Free Apps and Websites to Teach Kids While Having Fun

With the increased popularity in mobile devices, almost everyone is constantly on their phone or tablet. Whether you are checking Facebook, your email, watching a show or playing a game, almost everything can be done from the comfort of a mobile device of some sort. As this becomes more and more of a popular practice, kids are getting hooked too. While it is important to make sure that kids do not spend too much time in front of screens, there are ways to make their screen time valuable to their education. With the accessibility of mobile technologies and development software, many companies have created fun and interactive apps that can actually help teach kids about a variety of different things while also having fun.

There are thousands of apps out there, and it can be difficult to keep track of them all. When downloading an app, a lot is taken into consideration, but price probably factors in more than most other attributes, especially for parents. Luckily, there are plenty of different free apps out there that can be fun as well as educational for kids to interact with. Kids can learn a great deal, about math, reading, chemistry, geography, engineering, languages or even coding and outer space.

Here are some apps that may be worth looking into – and it may not hurt to try, especially since they are free!

Math Playground can help teach math to kids from a first to sixth grade level. It offers activities that involve logic puzzles, math games, and arcade-style number games, as well as interactive tools for teaching fractions, functions, percents, and more.

Kodable is an app available on more recent Apple iOS devices that teaches elementary-aged kids how to code. This growing field is becoming more and more in-demand, and your child can learn basic concepts of modern computer programming from quite an early age and get a head start.

Kid Science: Chemistry Experiments, a kids app that features videos of simple chemistry experiments as well as full text descriptions that explain what is happening in the video and why. Once each video is complete, kids can take a short quiz to test just how much they’ve learned.

Duolingo is a great app for kids and adults alike who are interested in learning a second language. Duolingo features a variety of short game-like exercises that teach vocabulary, sentence structure and grammar. Duolingo has over 20 languages you can choose to learn from including Spanish, French, Chinese, and Arabic among others.

The NASA Kids’ Club website is a fun and interactive place where kids can learn about space through games and simulations.

There are so many free apps out there that can be both fun and educational. Even companies like Khan Academy have become popular with kids, teens and adults alike, and many of these apps can be used to help supplement school-work or your own personal sense of curiosity.

For more free resources and parenting tips please visit our website at or the KD Novelties Blog.

8 Ways to Help Your Struggling Reader

Struggling Readers

Reading is an essential skill, and it is important that it is taught early on. In order for children to do well in school, it is imperative that their literacy skills are adequate or at least measured before they begin any academic training or instruction. It is common for children to struggle when it comes to learning new things, but some struggles are more significant than others. Some children may be reluctant readers and may simply need encouragement, whereas other children may have other problems that prevent them from reading at the level that they should – and it is vital that parents figure out why their children are struggling with reading as soon as they possibly can.

Did you know that about 40% of children struggle with reading? Luckily, with early help most issues can be addressed and overcome, but unfortunately many parents wait a year or more before getting help. This is usually because parents may not be fully aware of why their children are struggling with reading or they believe that their kids simply just don’t want to read. Whether your child does not wish to read and needs to be nudged in the right direction, or whether your child has dyslexia or other related reading disorders, it is important that it is addressed early. In either case, your child may suffer as a result and fall behind. The longer a reading issues goes unchecked, the more difficult it will be to reverse and correct. There are some ways you can help struggling readers.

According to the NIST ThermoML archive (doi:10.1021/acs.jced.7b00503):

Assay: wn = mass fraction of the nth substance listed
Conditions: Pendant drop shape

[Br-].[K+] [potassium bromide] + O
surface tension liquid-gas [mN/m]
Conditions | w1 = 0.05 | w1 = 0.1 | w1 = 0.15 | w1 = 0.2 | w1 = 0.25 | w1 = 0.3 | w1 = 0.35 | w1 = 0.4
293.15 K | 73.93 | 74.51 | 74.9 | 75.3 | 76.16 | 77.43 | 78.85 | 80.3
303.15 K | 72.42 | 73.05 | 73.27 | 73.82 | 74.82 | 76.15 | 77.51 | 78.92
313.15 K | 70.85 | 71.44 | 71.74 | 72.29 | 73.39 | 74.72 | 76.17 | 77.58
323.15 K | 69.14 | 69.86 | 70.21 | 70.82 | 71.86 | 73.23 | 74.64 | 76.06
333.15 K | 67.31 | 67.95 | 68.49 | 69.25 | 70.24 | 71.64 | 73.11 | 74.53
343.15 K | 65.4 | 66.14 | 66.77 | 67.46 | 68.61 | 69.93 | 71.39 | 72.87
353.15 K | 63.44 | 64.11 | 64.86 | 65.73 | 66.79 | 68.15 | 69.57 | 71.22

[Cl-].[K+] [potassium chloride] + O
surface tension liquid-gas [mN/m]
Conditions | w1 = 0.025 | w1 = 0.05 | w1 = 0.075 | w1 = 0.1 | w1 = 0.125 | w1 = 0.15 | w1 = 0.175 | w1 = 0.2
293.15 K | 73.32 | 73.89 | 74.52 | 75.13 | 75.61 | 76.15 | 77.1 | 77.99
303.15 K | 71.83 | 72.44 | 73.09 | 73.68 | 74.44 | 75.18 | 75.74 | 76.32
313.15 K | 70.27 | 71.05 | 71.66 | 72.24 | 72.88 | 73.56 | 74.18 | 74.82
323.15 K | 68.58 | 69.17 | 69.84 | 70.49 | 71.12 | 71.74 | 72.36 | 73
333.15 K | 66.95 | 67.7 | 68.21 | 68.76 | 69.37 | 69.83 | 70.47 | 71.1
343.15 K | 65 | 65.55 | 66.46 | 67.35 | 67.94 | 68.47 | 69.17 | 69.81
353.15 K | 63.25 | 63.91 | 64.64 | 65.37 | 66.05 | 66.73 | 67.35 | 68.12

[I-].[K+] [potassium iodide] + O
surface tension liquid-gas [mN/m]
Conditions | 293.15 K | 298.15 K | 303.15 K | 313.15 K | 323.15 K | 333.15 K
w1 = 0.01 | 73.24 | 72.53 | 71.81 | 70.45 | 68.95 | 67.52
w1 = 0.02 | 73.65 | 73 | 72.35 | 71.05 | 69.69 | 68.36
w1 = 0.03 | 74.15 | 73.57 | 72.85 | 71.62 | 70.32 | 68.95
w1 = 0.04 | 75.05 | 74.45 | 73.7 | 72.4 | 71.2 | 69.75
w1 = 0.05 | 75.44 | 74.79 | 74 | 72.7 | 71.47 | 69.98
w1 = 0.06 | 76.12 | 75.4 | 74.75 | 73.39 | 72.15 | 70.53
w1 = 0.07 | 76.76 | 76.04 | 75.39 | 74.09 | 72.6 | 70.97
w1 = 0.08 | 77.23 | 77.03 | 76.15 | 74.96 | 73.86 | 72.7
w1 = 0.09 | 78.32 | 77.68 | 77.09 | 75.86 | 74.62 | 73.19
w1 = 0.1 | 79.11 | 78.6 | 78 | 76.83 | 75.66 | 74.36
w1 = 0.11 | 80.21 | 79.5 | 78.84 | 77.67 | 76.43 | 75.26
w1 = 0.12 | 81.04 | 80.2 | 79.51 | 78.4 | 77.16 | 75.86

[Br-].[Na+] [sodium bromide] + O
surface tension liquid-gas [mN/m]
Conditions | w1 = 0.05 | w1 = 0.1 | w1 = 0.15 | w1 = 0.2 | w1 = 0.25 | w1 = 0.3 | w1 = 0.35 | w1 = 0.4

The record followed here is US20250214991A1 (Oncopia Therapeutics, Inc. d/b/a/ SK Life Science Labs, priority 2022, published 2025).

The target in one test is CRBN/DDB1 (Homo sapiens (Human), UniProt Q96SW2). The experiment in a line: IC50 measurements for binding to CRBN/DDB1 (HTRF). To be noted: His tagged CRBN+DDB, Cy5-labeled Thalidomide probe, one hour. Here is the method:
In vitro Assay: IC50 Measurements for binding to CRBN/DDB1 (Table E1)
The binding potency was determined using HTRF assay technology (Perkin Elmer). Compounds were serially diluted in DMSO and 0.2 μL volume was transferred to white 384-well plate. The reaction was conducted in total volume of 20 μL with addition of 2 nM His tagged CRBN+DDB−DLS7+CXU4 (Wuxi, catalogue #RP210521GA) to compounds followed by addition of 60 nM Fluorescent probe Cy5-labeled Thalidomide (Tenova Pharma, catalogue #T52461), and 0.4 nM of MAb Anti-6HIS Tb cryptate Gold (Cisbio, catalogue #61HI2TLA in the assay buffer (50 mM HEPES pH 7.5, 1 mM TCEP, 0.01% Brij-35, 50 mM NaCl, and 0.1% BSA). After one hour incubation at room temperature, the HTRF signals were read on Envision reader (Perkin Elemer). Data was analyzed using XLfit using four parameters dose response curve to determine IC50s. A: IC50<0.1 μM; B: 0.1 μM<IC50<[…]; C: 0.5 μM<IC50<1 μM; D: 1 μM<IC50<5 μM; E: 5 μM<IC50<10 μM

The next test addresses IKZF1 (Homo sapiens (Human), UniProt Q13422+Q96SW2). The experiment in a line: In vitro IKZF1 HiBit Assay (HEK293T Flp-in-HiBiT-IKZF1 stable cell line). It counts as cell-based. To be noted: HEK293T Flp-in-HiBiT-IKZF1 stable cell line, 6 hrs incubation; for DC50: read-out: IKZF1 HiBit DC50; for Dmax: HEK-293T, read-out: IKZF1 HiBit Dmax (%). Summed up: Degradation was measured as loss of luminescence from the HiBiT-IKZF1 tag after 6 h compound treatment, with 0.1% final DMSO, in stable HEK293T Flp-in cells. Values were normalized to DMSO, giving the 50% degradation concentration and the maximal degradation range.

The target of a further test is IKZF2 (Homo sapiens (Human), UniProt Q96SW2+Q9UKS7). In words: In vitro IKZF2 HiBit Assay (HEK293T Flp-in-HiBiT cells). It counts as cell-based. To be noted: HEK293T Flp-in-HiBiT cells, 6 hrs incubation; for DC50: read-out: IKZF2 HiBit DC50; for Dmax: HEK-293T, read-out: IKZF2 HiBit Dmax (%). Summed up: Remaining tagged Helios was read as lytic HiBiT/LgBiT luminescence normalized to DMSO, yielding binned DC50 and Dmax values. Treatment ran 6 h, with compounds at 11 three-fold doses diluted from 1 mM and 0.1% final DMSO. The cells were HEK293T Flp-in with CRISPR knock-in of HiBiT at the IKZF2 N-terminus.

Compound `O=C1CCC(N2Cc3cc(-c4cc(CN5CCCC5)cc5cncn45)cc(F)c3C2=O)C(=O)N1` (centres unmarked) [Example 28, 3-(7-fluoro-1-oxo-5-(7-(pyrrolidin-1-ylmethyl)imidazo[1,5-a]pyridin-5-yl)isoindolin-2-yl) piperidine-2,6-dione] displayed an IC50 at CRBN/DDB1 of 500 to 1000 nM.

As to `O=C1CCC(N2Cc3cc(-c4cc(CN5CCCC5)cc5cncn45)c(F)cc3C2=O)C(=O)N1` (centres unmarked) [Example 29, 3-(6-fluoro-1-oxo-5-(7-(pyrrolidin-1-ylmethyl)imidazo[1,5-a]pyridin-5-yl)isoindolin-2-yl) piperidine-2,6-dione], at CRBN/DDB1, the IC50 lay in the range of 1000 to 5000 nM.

1. Acknowledge Your Child’s Successes. As a parent, it may be difficult to look at anything other than your child’s reading skills especially when they factor in so much when it comes to other skills and abilities. But by focusing on your child’s other strengths, you can help instill a powerful sense of self-esteem that will help them develop the confidence to get better at reading and any other skills they may need to learn along the way.

2. Set realistic goals. If your child has problems reading, they are not going to overcome the difficulties overnight. It is important to set realistic goals and milestones and to celebrate each one as they come.

3. Don’t limit your child. Poor reading skills can affect other skills as well, namely spelling, but even if your child is a bad speller do not let this setback keep them mute. It is important that children learn to express themselves and communicate, and it is an important skill that they need to learn early on. Waiting around for their reading or spelling to get better will not change things, so it is important that you help them write in any way that they can. You can use a dictionary, practice self spell-check and other skills that they can apply to their writing afterwards. It is important that kids learn to get their thoughts on paper and that they understand how to properly express how they feel.

4. Share your own difficulties with your kids. If your child is feeling down on themselves for their reading problems or disabilities, it can be discouraging, even if you keep encouraging them to improve or if you congratulate achievements in other areas. They want to hear how you overcame your difficulty, make it real for them so they can associate with the problem.

5. Read aloud. Even if your child has issues reading on their own, reading along with them or to them can be incredibly beneficial. Reading aloud can help bolster their language skills and it could also help spark interest and creativity as well.